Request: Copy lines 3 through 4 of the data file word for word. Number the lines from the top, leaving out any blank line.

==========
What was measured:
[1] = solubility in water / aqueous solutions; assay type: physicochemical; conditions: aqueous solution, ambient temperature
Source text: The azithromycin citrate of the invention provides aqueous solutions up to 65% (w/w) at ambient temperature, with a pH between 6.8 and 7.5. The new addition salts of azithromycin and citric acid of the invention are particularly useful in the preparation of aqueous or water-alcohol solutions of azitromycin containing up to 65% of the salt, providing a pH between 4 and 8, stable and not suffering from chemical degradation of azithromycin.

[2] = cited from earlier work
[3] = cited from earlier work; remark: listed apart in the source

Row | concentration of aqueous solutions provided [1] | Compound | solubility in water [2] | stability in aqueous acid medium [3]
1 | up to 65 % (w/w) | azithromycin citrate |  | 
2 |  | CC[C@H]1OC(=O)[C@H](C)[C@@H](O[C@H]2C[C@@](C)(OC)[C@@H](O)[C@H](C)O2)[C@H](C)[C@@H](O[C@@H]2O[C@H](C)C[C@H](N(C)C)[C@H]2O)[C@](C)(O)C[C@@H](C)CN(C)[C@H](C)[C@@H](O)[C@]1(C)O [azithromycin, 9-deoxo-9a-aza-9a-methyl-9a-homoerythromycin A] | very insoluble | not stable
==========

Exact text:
Source text: The azithromycin citrate of the invention provides aqueous solutions up to 65% (w/w) at ambient temperature, with a pH between 6.8 and 7.5. The new addition salts of azithromycin and citric acid of the invention are particularly useful in the preparation of aqueous or water-alcohol solutions of azitromycin containing up to 65% of the salt, providing a pH between 4 and 8, stable and not suffering from chemical degradation of azithromycin.

[2] = cited from earlier work